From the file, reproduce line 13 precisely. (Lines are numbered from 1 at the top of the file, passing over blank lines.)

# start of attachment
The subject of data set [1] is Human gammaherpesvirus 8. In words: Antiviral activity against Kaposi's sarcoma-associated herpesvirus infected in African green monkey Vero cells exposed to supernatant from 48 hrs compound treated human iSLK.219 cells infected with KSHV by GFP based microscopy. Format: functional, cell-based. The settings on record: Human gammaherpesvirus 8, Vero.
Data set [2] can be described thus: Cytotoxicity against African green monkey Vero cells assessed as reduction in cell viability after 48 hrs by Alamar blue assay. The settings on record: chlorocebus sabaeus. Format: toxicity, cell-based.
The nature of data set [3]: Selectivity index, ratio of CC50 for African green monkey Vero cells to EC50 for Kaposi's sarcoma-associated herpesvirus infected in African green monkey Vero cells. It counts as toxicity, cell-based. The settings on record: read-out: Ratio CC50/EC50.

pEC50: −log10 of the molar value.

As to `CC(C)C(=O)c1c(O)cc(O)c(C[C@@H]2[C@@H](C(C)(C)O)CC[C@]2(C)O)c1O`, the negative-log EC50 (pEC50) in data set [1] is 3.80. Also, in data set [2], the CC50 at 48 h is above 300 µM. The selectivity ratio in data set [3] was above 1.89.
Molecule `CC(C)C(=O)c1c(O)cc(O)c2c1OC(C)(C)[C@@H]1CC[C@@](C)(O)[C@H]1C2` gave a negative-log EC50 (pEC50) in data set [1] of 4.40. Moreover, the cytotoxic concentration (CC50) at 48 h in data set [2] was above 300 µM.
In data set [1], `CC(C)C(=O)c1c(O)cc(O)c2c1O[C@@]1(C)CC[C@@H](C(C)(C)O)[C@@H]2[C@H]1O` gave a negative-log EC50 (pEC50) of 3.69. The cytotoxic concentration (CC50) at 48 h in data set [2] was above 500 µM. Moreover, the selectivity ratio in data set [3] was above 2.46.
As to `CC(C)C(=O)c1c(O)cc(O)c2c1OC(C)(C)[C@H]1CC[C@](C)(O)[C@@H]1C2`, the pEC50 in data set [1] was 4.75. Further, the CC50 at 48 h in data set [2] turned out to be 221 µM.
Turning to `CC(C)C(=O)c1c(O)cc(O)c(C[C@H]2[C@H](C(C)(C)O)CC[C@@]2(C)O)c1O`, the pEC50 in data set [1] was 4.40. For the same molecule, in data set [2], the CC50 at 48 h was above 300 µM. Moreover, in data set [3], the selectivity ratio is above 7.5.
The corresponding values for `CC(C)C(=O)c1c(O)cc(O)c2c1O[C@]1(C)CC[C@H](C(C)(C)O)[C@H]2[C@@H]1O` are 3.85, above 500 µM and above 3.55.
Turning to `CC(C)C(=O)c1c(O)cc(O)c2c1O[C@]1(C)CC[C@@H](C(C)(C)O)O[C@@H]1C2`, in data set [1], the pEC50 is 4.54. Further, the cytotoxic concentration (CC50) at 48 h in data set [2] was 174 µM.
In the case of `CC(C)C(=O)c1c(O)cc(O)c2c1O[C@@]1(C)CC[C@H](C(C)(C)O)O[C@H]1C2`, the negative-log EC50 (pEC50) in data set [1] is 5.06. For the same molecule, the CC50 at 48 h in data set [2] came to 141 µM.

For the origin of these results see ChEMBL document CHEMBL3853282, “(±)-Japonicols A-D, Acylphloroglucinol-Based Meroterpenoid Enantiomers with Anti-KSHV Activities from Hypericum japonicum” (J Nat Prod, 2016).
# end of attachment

For the origin of these results see ChEMBL document CHEMBL3853282, “(±)-Japonicols A-D, Acylphloroglucinol-Based Meroterpenoid Enantiomers with Anti-KSHV Activities from Hypericum japonicum” (J Nat Prod, 2016).